United 3-1 Spurs PSO: David Bentley hit the ball to the left and it narrowly missed the post.
United 4-1 Spurs PSO: Anderson curled the ball to left as Gomes dived to the right.
This game was seen as the turning point in then-Tottenham Hotspur manager Andre Villas-Boas' tenure in England.
He had achieved what no Spurs manager had done since 1989: beat Sir Alex Ferguson's Manchester United at Old Trafford.
Jonny Evans netted an own goal when he attempted to block Gareth Bale's awkward right-footed shot.
Later in the first half, Bale sliced United's defence open as Rio Ferdinand watched the Welshman burst to the right side and finish calmly with his right foot.
Ferdinand probably expected Bale to cut in and shoot with his preferred left.
Nani, Clint Dempsey and Shinji Kagawa all scored within a three-minute time span, but it stayed 3-2 to Spurs.
A season later, Villas-Boas is wondering where his next coaching gig will be. It might not be in England.
"This is a time of reflection for me and my staff and for re-positioning of our careers," he said, as per O Jogo (h/t The Guardian). "Nevertheless England was a great experience."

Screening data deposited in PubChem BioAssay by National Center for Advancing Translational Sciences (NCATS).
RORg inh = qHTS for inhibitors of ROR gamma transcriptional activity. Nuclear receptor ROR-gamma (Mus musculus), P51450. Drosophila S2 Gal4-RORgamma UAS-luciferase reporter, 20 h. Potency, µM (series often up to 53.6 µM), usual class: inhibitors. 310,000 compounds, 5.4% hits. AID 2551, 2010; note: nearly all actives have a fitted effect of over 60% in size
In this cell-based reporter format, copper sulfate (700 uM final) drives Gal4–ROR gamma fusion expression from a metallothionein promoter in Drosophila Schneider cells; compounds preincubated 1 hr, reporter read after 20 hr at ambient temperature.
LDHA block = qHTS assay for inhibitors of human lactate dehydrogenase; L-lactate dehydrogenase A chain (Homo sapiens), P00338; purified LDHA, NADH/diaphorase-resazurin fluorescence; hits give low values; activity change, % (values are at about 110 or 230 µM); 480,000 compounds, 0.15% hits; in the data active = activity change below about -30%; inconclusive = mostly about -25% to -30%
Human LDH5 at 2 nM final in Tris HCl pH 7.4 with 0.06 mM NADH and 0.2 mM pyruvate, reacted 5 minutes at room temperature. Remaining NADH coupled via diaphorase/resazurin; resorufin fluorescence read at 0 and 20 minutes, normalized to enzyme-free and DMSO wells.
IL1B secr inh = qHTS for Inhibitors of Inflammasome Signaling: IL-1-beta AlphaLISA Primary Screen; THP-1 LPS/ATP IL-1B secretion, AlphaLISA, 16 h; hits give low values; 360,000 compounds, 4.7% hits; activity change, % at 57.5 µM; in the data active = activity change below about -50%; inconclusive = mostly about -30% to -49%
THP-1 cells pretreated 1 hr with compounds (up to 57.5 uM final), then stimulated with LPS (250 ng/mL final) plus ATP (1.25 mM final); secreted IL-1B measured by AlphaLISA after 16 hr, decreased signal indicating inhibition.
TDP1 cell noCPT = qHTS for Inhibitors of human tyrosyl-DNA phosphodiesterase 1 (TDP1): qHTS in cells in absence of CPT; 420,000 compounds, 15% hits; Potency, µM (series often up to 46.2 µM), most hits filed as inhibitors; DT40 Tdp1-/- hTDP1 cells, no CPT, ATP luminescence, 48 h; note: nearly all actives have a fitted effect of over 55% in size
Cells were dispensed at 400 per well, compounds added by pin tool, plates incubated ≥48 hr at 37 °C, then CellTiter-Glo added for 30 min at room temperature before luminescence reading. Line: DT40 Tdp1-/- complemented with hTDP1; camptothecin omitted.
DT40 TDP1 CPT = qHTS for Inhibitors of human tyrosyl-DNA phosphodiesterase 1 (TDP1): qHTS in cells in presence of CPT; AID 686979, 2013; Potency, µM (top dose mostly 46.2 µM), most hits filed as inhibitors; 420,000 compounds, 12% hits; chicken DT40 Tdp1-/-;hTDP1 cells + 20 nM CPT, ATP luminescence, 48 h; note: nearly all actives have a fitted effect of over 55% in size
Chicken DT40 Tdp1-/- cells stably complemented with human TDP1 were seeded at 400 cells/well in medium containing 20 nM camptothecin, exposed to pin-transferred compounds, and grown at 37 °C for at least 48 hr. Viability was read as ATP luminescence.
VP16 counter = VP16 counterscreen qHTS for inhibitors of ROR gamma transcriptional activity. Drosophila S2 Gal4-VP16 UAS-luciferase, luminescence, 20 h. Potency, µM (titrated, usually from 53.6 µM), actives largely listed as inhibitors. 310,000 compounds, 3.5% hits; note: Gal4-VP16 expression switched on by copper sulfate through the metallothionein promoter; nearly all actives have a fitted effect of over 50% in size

Darren Bent and Luka Modric scored during a three-minute interval as Tottenham Hotspur led Manchester United 2-0 after the first-half.
The turning point of the game was referee Howard Webb awarding United a penalty believing Heurelho Gomes had impeded Michael Carrick.
In reality, Gomes won the ball first and the momentum took Carrick out—referee Webb should have waved play on.
"He is supposed to be our best ref," then-Spurs manager Harry Redknapp said, as per Emily Benammar at The Telegraph. "But if he's the best, I'd hate to see the worst."
Cristiano Ronaldo converted the spot-kick.
Then Wayne Rooney scored to make it 2-2.
A minute later, he crossed for Ronaldo to head home.
Rooney then made it 4-2 as Spurs defender Jonathan Woodgate failed to clear the ball off the line.
Ex-Spurs Dimitar Berbatov poached a fifth and then-United manager Sir Alex Ferguson paid tribute to the elegant forward after the game, as per MUTV (h/t Goal.com):
I don't think he gave the ball away once, throughout the entire game. I thought he was our best player in the first half and then in the second he produced some wonderful moments. He produces moments that make you sit back and say: "that's world-class". The pass he gave Ronaldo in the second half was unbelievable.
Jimmy Greaves, who scored 30 goals or more in three of his four seasons at Chelsea, replicated his machine-like goal scoring for Tottenham Hotspur (268 goals in 381 games).
The solo goal he scored in a 5-1 win over Manchester United in 1965 is one for the ages (United would win the European Cup in 1968).
He had outshone United's holy trinity of George Best, Denis Law and Bobby Charlton (who did score an outrageous long-range consolation goal against Spurs).
A year later, Greaves hit rock-bottom as he watched England win the 1966 FIFA World Cup, as per George Best's book Hard Tackles and Dirty Baths: The Inside Story of Football's Golden Era: